THE INFLUENCE GAME: 7 Big Banks Seek Monopoly
By Daniel Wagner, AP Business Writer
March 27, 2009
WASHINGTON (AP) -- A handful of banks that needed government bailouts after making disastrous bets on over-the-counter derivatives are now seeking monopoly control over dealing in that market.
The banks already control a big part of the multitrillion-dollar derivatives market, but they have to compete with broker-dealers, hedge funds and other players. Many industries use derivatives contracts to reduce risk.
For the banks, exclusive access would mean billions of dollars in revenue from derivatives, such as bets on currency or interest-rate changes. They argue that only federally regulated banks should get to deal in these derivatives.
But if the banks get their way, the change could ripple through the economy, opponents warn. It could raise costs for other types of companies that use these financial contracts to reduce their risks.
"You'd think these people (at the banks) would be humbled and just hope they don't end up in jail," said Dean Baker of the left-leaning Center for Economic and Policy Research. "They don't have any qualms about going to Congress and saying what they want ... and they're still in a position to get a lot of things."
Democrats are crafting legislation designed to avert another financial crisis. The seven banks pushing for a monopoly have proposed language for parts of that legislation and are circulating it in Washington.
Remarks by Treasury Secretary Timothy Geithner at a hearing Thursday suggested that Treasury agrees with at least the broad outlines of the banks' proposal. A Treasury spokesman would not elaborate on Geithner's comments.
The seven banks making the play for control are Deutsche Bank AG, Barclays, JPMorgan Chase & Co., Goldman Sachs Group Inc., Credit Suisse Group, Morgan Stanley and Citigroup Inc. Together, they've received more than $125 billion in bailout money. Some of that money came to them from the bailout given to failed insurance giant American International Group Inc.
The value of over-the-counter derivatives hinges on the value of an underlying figure or commodity - ranging from currency rate swaps to oil futures and inflation bets. The derivative reduces the risk of loss from the underlying asset. The global business world holds a staggering $600 trillion of these contracts.
If the big banks succeed in their quest, small- and mid-sized derivatives players - who on their own are unlikely to affect the financial system - will be cut out. The big banks whose derivatives bets helped unleash a global recession would be the sole dealers.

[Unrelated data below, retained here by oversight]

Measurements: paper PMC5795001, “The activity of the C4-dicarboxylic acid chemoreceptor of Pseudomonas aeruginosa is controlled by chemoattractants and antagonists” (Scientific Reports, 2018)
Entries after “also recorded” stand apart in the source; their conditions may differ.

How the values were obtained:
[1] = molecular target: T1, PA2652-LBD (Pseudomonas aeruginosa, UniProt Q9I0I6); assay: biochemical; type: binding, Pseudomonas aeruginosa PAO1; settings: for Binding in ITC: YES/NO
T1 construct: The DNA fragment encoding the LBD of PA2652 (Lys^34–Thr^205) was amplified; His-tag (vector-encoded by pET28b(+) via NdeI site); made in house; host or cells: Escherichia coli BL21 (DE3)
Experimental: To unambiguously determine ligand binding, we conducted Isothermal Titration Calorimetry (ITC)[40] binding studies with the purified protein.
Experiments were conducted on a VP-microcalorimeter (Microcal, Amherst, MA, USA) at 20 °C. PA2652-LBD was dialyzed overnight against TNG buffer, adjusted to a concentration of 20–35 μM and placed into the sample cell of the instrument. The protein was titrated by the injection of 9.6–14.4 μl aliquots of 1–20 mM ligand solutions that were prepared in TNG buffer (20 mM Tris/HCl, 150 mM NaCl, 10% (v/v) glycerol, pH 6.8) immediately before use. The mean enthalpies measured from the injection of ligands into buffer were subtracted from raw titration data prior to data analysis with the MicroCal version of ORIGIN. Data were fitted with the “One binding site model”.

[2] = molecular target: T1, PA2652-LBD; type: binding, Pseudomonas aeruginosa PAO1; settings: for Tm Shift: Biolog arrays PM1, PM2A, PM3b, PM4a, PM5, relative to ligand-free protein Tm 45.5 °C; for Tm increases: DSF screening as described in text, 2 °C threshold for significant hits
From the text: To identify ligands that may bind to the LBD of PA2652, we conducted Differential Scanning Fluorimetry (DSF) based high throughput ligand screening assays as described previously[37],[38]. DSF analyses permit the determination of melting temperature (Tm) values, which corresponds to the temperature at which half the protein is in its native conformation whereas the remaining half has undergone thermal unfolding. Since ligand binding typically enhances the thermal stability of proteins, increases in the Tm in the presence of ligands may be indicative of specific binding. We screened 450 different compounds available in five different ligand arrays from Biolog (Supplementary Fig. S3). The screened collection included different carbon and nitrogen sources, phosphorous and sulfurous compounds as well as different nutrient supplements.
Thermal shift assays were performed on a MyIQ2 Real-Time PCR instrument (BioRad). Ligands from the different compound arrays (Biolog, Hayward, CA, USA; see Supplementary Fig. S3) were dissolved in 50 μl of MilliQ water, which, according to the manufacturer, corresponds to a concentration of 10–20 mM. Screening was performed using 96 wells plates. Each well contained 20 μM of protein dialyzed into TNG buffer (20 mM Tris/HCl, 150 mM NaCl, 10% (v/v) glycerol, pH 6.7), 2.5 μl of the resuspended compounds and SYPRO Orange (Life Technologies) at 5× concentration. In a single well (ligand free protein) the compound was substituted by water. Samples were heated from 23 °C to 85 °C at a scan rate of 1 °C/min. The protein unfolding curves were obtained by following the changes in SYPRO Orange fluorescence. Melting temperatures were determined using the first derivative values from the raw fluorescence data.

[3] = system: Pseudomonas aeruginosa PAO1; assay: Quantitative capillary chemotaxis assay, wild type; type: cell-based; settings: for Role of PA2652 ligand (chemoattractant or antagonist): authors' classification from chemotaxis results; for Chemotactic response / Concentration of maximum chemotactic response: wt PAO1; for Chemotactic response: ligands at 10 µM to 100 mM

Stifling competition could "reduce investor confidence or inhibit the stability of the markets and the stability of the economy," said Richard H. Baker, chief executive of the Managed Funds Association, which represent investors who rely on derivatives trades.
The banks referred questions to a public relations firm, Prism Public Affairs, they have hired to help with the derivatives campaign. The banks' representative at Prism said he was unaware of any proposed legislation, saying his role was educational. He said the lobbying was taking place among banks' own lobbyists and at the Securities Industry and Financial Markets Association.
Banks are motivated "exclusively by a shared desire to ensure appropriate oversight," said Cory Strupp, managing director of SIFMA, which lobbies for the big banks and other financial firms.
But this month, SIFMA arranged a briefing for staffers on the House Financial Services Committee that included a presentation from the lawyer who drafted the banks' proposal to exclude non-banks from dealing derivatives. The lawyer, Ed Rosen of Cleary Gottlieb Steen & Hamilton, wouldn't comment, citing client confidentiality.
One species of derivative, the credit-default swap, all but destroyed AIG. Banks that bought those loss-protection contracts faced huge losses - until the government stepped in with bailouts that now top $180 billion.
The Federal Reserve said this was necessary because leaving the banks on the hook for failed derivatives bets could have toppled the financial system. The same argument has justified bailouts for other "too-big-to-fail" firms, from automakers to housing lenders.
While winding down its derivatives contracts, AIG gave $37.5 billion to the seven banks that are now seeking a monopoly in the field. That was on top of the $90 billion in taxpayer bailout money the banks had already received.
Nonbank dealers got no bailout money. And since most of them lack the cash to qualify for bank charters, the banks' move could cost the nonbank dealers access to the lucrative derivatives dealing business.
Limiting competition this way could harm the broader economy, some say.
"Less participation has always been bad and always will be bad," because big commercial companies often stabilize speculator-driven price swings by selling derivatives, said James Cordier, president of the derivatives seller Liberty Trading group. The change "is going to cause prices to fluctuate at levels that are not justified by supply and demand," he said.
Former Comptroller of the Currency Eugene A. Ludwig warned against cutting out nonbank dealers because "a lot of innovation comes from smaller enterprises, and there's a place for everybody" under effective regulation.
Geithner did allow that there must be some mechanism for getting more specialized, innovative products into the markets.
Those crafting the new regulatory rules should take care not to "tilt the playing field so that one group - whether it's the larger institutions or the smaller institutions or the shadow banking system - is unduly regulated at the cost of the others," said Ludwig, who's now chief executive of Promontory Financial Group.
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